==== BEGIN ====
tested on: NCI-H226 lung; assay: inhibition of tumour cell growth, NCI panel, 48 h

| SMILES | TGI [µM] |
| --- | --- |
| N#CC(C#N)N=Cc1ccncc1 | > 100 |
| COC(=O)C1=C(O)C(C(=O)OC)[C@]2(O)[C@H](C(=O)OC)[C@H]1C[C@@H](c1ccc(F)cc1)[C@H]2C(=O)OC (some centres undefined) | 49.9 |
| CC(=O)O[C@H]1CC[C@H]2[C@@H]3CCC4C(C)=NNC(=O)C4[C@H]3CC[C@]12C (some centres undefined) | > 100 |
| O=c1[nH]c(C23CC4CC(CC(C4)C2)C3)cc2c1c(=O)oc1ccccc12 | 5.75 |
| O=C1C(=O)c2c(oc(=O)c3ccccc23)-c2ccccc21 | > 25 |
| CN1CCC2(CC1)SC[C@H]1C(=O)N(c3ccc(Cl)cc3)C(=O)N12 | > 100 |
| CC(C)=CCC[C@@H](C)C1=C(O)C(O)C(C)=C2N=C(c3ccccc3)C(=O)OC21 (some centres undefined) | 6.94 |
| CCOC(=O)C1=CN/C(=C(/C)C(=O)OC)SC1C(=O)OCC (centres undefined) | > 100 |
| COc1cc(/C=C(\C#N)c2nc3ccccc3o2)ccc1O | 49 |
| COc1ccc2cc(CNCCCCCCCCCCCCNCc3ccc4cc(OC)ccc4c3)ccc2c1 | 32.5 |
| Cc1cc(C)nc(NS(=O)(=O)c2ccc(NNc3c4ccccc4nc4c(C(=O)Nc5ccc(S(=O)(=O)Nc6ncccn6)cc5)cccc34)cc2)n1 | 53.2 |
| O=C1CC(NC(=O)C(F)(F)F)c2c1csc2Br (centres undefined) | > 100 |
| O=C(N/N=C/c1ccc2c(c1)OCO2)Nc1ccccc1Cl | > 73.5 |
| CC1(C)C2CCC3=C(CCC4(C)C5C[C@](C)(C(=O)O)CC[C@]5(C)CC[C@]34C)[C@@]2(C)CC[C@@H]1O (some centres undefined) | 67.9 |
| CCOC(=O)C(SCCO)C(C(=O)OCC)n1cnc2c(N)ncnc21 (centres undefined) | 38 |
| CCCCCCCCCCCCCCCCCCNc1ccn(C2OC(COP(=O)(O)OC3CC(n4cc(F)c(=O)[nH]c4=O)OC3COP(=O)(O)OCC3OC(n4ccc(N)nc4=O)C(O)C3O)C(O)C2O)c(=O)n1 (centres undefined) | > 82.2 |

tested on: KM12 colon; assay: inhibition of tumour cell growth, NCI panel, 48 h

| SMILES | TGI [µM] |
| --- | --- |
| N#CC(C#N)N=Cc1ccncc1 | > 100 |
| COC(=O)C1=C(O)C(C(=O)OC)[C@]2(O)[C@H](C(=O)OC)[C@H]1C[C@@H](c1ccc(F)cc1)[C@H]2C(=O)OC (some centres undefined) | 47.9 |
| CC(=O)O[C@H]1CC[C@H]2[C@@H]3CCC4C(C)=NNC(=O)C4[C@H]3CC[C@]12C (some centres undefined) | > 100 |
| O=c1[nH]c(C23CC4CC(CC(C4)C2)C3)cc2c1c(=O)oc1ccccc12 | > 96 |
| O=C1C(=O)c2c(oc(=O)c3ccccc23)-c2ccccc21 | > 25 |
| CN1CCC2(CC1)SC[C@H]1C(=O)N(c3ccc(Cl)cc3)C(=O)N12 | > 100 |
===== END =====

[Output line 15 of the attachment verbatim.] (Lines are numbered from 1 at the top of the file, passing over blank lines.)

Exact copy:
| O=C1CC(NC(=O)C(F)(F)F)c2c1csc2Br (centres undefined) | > 100 |